In this book, the author compares soil development and sediments (soilscapes) in marginally productive areas of Jordan, Syria, Mexico, and Germany with the aim to conduct systematic comparisons of patterns at different scales. The idea of comparing research areas on three continents partly followed earlier investigations considering long-range teleconnections of past environmental changes in Jordan and Mexico. Soils in these countries were often considered degraded, but land use histories in the Americas differ significantly from the Fertile Crescent. In this context, climate variations can have identical detrimental impacts as intense land use. Volcanic eruptions, earthquakes, or cosmic impacts could play a role in climatic extremes and thus the deposition or erosion of sediments, and might represent a link of environmental changes on a global scale.
The systematic comparison of soil development and sediments suggests that the negative impact of historic land use on soils has been overestimated. In Jordan, soil development seems to be governed by climate and parent material, and largely to represent a steady-state equilibrium with current climatic conditions. Not the soils of Jordan, but the shallow limestone soils of Mexico seem to match proposals of man-made historic land degradation, although the periods and techniques of land use were shorter and less intense than in the ‘Old World’. The shallow soil covers on limestones in Mexico contrast with the model of more intense weathering and deeper soil formation in the humid tropics, and add support to indications that aeolian sediments represent the main parent material of soils in Jordan.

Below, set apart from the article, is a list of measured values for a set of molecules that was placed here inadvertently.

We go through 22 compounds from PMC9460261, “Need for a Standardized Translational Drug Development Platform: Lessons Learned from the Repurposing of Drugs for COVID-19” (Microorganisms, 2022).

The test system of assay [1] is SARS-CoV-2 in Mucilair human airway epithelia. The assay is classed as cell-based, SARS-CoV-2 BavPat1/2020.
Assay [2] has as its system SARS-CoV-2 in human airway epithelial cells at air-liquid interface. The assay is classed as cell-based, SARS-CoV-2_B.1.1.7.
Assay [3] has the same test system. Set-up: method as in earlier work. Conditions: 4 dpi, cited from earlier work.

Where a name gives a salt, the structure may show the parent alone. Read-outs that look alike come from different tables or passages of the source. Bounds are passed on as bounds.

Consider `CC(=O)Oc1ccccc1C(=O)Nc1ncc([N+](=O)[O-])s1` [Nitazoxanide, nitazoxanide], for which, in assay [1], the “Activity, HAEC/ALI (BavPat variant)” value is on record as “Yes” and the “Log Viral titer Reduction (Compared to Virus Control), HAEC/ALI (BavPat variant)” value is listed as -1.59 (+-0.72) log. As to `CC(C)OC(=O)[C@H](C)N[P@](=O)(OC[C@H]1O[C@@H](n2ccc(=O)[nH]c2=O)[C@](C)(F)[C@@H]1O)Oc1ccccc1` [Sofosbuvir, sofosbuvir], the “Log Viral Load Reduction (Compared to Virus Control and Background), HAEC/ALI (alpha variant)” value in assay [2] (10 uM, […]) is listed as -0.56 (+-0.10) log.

Alternating severe droughts and heavy rainfall events were the most important drivers of landscape changes, and probably triggered by volcanic eruptions or cosmic impacts. Although intense agriculture could have been exacerbated their negative impacts, land use alone would not have caused major erosion-deposition processes. In this context, the concept that nature can be controlled by technology - as the newly proposed “Anthropocene” implies - appears to be more hubris than backed by solid evidence. The belief that nature can be controlled and mastered by man and technology is to be substantiated on a major catastrophe, for example widespread volcanism or a sizeable cosmic impact.
The publication addresses researchers in geoarchaeology, soil science, soil geography, geomorphology, and environmental history. As it discusses the potential impact of climate change, it is also relevant to geologists, farmers and their research institutes, students and scholarly libraries.